The other provisions are no more impressive. This package will subsidize further borrowing by local and state governments, which only continues the sugar-high spending that simply can’t be sustained even in the best of economic times. And while infrastructure spending is certainly a legitimate function of government, it’s hard to sell as a strategy for increasing employment. After all, the mark of good infrastructure development — quick, efficient construction — is fundamentally at odds with the idea of creating jobs that are meant to endure for the long-term.

This certainly isn’t the worst piece of legislation to come out of the Age of Obama, but it also isn’t much more than a placebo. Until Washington begins to focus on shrinking the size of government, however, we shouldn’t expect the prescription to change much.

December 14th, 2009 at 4:31 pm
Job Growth Coming… So Let’s Pass Another “Stimulus?”
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The Obma White House has long followed the idea that there’s no problem that the federal government shouldn’t fix.

Now, it’s telling us that there’s no improvement that the federal government shouldn’t fix, either.

That appeared to be the message from White House Council of Economic Advisors Chairman Christina Romer and National Economic Council Chairman Lawrence Summers, both of whom made the rounds on yesterday’s Sunday talk shows.  In his comments to George Stephanopoulos on ABC’s This Week, Mr. Summers said that, “most professional forecasters are now looking for a return to job growth by spring.”  And appearing on NBC’s Meet the Press, Ms. Romer predicted “positive job growth sometime in the first quarter.”

But as noted by The Wall Street Journal today, we must ignore federal deficits in favor of more “stimulus” spending.  According to both Summers and Romer, shifting focus to the deficit instead of spending even more during a period of record deficits would be “suicide.”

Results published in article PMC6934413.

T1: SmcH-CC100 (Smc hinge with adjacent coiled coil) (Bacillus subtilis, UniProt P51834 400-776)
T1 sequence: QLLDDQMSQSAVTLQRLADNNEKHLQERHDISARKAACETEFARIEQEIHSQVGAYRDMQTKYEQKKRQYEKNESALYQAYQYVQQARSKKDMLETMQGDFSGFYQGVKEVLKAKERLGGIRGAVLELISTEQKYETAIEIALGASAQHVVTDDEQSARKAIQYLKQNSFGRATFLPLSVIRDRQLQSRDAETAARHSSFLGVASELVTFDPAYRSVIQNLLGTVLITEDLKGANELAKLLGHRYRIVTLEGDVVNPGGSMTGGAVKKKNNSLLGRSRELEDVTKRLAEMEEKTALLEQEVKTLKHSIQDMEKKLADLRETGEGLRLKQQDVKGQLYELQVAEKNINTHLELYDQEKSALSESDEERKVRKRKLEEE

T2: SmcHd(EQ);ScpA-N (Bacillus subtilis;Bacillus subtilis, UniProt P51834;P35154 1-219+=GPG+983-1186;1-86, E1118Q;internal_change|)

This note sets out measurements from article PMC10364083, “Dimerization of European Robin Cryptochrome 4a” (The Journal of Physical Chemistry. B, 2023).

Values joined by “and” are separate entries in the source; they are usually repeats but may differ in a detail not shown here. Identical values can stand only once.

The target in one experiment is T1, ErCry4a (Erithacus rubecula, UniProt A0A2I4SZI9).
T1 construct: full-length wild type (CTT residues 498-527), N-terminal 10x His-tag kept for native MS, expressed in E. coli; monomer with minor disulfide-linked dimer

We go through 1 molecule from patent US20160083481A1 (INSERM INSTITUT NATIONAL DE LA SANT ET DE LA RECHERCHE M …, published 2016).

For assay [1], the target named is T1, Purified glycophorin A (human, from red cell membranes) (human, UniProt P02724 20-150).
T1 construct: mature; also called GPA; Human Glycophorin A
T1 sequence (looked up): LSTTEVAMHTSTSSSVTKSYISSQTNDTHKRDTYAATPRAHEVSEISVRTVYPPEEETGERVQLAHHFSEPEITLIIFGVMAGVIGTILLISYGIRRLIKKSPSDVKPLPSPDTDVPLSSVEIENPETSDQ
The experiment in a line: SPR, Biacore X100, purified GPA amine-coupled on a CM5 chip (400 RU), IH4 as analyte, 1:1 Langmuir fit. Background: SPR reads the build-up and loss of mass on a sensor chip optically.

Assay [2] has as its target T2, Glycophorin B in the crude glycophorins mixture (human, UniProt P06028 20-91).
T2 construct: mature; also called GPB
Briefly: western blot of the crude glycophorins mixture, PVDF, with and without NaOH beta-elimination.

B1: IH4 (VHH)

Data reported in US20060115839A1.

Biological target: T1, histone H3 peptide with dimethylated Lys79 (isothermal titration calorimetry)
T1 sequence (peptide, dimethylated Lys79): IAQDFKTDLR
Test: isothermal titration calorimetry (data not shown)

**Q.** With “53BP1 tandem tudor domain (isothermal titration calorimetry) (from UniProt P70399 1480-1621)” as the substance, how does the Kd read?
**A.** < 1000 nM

So let’s get this straight:  Obama’s first “stimulus” was supposed to cap unemployment at 8%.  It’s now at 10%.  But despite the fact that the White House expects job growth to return in the next quarter, it wants to spend even more to “stimulate?”

One is left to wonder whether the Obama Era more closely resembles a work of Orwell or merely an issue of The Onion.

December 3rd, 2009 at 4:54 pm
Job-ing the System

Today President Obama hosts a “jobs summit” at the White House, and apparently he’s looking for ideas. Unfortunately, the folks in Congress have one in the shape of a second stimulus package – this time to be packaged and sold as a “jobs bill.” And just what’s in a “jobs bill”? Make work projects, short-term subsidies, and tax gimmicks all designed to give businesses an incentive to hire people they can’t afford without a government check. Like the first stimulus package, this kind of fix merely prolongs and deepens the problems facing businesses; namely uncertainty about the future.

If the president is truly interested in getting ideas about how to create more jobs, he should read John Stossel and meditate on this pearl of wisdom:

When government sets simple rules that everyone understands and then gets out of the way, free people create jobs.

Granted, we might lose some middle men. But until the tax system is simplified and the government stops intervening in the free market, people may get jobs, but they won’t have the kind of stability they – or their employers – need to get back to work.